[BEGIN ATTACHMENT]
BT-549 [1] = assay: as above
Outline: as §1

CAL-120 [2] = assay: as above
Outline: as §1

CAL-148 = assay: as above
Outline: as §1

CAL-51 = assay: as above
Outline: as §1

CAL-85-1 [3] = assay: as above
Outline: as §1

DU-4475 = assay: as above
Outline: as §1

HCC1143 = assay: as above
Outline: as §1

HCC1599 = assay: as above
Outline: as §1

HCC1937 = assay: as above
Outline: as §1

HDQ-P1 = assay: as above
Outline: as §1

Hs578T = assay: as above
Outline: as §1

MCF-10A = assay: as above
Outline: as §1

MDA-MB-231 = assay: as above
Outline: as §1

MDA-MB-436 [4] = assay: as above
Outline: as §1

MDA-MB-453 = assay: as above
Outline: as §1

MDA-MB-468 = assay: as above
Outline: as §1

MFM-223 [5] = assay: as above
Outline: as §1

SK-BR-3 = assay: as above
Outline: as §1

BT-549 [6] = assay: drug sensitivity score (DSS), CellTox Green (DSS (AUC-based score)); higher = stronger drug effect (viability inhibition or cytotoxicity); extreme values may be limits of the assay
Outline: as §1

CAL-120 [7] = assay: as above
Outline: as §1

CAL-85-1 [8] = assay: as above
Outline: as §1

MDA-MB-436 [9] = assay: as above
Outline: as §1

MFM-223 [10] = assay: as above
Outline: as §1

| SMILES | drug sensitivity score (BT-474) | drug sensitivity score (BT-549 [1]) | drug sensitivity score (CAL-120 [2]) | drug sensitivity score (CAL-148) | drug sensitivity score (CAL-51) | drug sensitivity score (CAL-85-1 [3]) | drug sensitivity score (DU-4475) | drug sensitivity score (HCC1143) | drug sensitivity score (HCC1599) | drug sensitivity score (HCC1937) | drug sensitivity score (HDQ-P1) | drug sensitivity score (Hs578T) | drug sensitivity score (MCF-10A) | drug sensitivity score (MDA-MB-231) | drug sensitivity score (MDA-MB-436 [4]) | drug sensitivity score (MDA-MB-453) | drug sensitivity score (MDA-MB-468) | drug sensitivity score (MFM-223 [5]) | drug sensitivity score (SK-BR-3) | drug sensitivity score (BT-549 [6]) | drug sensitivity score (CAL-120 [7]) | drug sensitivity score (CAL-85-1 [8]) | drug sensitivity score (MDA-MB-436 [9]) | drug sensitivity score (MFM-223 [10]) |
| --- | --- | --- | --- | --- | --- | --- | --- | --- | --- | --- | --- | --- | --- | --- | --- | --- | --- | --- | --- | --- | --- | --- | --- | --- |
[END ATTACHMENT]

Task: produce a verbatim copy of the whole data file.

BT-549 [1] = assay: as above
Outline: as §1

CAL-120 [2] = assay: as above
Outline: as §1

CAL-148 = assay: as above
Outline: as §1

CAL-51 = assay: as above
Outline: as §1

CAL-85-1 [3] = assay: as above
Outline: as §1

DU-4475 = assay: as above
Outline: as §1

HCC1143 = assay: as above
Outline: as §1

HCC1599 = assay: as above
Outline: as §1

HCC1937 = assay: as above
Outline: as §1

HDQ-P1 = assay: as above
Outline: as §1

Hs578T = assay: as above
Outline: as §1

MCF-10A = assay: as above
Outline: as §1

MDA-MB-231 = assay: as above
Outline: as §1

MDA-MB-436 [4] = assay: as above
Outline: as §1

MDA-MB-453 = assay: as above
Outline: as §1

MDA-MB-468 = assay: as above
Outline: as §1

MFM-223 [5] = assay: as above
Outline: as §1

SK-BR-3 = assay: as above
Outline: as §1

BT-549 [6] = assay: drug sensitivity score (DSS), CellTox Green (DSS (AUC-based score)); higher = stronger drug effect (viability inhibition or cytotoxicity); extreme values may be limits of the assay
Outline: as §1

CAL-120 [7] = assay: as above
Outline: as §1

CAL-85-1 [8] = assay: as above
Outline: as §1

MDA-MB-436 [9] = assay: as above
Outline: as §1

MFM-223 [10] = assay: as above
Outline: as §1

| SMILES | drug sensitivity score (BT-474) | drug sensitivity score (BT-549 [1]) | drug sensitivity score (CAL-120 [2]) | drug sensitivity score (CAL-148) | drug sensitivity score (CAL-51) | drug sensitivity score (CAL-85-1 [3]) | drug sensitivity score (DU-4475) | drug sensitivity score (HCC1143) | drug sensitivity score (HCC1599) | drug sensitivity score (HCC1937) | drug sensitivity score (HDQ-P1) | drug sensitivity score (Hs578T) | drug sensitivity score (MCF-10A) | drug sensitivity score (MDA-MB-231) | drug sensitivity score (MDA-MB-436 [4]) | drug sensitivity score (MDA-MB-453) | drug sensitivity score (MDA-MB-468) | drug sensitivity score (MFM-223 [5]) | drug sensitivity score (SK-BR-3) | drug sensitivity score (BT-549 [6]) | drug sensitivity score (CAL-120 [7]) | drug sensitivity score (CAL-85-1 [8]) | drug sensitivity score (MDA-MB-436 [9]) | drug sensitivity score (MFM-223 [10]) |
| --- | --- | --- | --- | --- | --- | --- | --- | --- | --- | --- | --- | --- | --- | --- | --- | --- | --- | --- | --- | --- | --- | --- | --- | --- |